Dynamics of nurses’ authority in the inpatient care of adolescent consumers with anorexia nervosa: A qualitative study of nursing perspectives

Joel Sebastian Zugai, Jane Stein-Parbury, Michael Roche

Research output: Contribution to journalArticlepeer-review

4 Citations (Scopus)

Abstract

Nurses caring for adolescent consumers with anorexia nervosa in the inpatient setting are challenged in a unique way, in that they are caring for people with whom they do not have a mutually held concept of well-being. Their efforts to ensure weight gain are frequently against the wishes of the consumer. This dissonance results in challenging interactions, where nursing care and authority may be undermined. This study investigated the dynamics of nurses’ authority within this context. Interviews with nurses (n = 10) were conducted and analysed through thematic analysis. Nurses reported that consumers, compelled by the psychopathology of anorexia nervosa, often sought to challenge or undermine their authority. Some nurses experienced the opposition and conflict as demoralizing, whereas others were able to maintain confidence in the therapeutic merit of their care. Younger, inexperienced nurses in this study were particularly vulnerable to interactions that mitigated their authority, due to their tendency to engage in friend-like relationships. Nurses caring for adolescents with anorexia nervosa should be prepared to be confronted by interactions that overtly and surreptitiously undermine their capacity to exercise professional authority. It is important that nurses recognize the importance of maintaining their authority, and how it can be threatened in subtle and unexpected ways.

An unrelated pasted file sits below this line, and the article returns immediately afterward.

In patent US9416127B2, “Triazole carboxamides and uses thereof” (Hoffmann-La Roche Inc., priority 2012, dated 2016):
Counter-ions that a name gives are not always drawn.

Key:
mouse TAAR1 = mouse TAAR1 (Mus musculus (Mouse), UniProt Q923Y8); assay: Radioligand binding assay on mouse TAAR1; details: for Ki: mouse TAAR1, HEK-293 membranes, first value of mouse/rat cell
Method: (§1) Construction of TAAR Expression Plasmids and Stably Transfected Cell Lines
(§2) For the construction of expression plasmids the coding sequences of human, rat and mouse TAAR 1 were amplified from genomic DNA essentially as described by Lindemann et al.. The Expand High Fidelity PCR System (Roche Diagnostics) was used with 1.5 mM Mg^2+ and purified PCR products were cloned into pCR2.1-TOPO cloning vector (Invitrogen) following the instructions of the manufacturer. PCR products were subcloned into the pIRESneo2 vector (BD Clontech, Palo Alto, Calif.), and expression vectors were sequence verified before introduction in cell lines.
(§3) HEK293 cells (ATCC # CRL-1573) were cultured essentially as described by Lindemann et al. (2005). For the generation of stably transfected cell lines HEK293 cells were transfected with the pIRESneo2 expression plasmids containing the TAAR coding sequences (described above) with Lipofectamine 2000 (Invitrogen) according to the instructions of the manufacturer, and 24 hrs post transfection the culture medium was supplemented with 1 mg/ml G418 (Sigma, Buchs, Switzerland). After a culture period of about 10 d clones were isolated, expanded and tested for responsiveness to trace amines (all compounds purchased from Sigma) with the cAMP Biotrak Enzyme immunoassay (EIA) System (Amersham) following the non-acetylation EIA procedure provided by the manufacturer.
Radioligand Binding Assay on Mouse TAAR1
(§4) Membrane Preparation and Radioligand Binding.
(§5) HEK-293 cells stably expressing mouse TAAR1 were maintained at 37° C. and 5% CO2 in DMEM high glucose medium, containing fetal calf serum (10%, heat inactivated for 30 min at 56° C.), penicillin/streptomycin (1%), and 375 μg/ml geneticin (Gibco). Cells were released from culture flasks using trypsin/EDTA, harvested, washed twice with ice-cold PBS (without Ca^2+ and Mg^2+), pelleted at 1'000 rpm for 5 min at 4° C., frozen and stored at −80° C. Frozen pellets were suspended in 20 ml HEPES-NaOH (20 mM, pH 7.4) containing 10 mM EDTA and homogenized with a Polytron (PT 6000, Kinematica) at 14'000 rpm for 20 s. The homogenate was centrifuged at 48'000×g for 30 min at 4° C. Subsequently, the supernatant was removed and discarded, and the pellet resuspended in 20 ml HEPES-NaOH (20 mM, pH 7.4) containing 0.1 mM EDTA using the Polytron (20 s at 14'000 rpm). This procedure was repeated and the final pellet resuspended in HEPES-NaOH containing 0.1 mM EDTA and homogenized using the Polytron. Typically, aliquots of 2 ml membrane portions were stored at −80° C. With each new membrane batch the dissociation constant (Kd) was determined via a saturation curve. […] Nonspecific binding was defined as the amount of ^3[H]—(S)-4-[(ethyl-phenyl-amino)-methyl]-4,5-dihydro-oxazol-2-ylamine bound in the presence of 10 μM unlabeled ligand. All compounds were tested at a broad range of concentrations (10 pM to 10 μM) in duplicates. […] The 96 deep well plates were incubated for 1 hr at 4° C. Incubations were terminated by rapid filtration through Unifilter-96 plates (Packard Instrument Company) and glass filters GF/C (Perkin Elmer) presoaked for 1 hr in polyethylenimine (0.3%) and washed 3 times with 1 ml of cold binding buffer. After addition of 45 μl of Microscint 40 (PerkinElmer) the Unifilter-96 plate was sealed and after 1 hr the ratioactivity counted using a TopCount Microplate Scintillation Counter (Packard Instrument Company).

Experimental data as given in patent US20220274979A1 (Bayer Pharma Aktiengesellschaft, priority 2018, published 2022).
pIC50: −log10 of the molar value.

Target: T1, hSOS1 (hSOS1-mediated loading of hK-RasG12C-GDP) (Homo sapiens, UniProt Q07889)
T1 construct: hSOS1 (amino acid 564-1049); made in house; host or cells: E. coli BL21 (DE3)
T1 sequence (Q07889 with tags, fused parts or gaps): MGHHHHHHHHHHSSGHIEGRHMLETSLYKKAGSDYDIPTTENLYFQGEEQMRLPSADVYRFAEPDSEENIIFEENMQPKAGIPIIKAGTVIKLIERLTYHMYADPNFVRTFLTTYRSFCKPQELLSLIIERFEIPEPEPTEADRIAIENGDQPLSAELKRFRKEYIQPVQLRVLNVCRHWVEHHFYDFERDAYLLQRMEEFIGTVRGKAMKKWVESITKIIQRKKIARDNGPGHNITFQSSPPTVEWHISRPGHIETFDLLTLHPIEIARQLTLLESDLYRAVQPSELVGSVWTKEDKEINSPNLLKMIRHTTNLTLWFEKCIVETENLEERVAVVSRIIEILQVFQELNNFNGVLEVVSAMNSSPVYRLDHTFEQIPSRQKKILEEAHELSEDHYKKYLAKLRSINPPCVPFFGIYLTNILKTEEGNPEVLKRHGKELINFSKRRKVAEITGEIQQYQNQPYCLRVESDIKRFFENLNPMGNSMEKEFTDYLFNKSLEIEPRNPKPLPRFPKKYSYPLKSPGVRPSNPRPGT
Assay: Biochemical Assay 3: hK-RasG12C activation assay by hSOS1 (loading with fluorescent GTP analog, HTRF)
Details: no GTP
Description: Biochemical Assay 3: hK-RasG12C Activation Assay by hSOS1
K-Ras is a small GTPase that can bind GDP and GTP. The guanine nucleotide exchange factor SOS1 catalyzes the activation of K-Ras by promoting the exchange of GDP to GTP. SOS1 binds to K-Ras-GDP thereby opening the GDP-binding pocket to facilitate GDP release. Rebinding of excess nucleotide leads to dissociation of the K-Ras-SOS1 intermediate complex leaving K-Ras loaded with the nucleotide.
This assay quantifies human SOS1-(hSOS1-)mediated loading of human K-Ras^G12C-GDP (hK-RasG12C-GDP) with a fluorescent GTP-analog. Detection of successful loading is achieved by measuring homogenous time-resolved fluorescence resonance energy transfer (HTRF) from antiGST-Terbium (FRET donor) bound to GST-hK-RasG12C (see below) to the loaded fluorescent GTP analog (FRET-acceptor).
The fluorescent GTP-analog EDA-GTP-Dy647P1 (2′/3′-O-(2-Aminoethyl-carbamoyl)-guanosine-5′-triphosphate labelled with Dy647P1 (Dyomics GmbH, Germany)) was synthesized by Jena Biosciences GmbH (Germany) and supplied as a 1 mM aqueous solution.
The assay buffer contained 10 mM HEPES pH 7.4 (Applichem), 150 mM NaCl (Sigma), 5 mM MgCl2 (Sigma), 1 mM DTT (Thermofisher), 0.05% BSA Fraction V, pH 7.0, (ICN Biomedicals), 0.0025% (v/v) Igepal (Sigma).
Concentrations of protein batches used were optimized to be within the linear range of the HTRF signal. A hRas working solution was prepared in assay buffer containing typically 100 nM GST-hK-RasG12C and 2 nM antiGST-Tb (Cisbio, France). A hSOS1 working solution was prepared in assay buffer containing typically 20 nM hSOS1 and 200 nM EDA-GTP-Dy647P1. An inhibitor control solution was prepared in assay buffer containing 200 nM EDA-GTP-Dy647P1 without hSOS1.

Original languageEnglish
Pages (from-to)940-949
Number of pages10
JournalInternational Journal of Mental Health Nursing
Volume28
Issue number4
DOIs
Publication statusPublished - Aug 2019
Externally publishedYes

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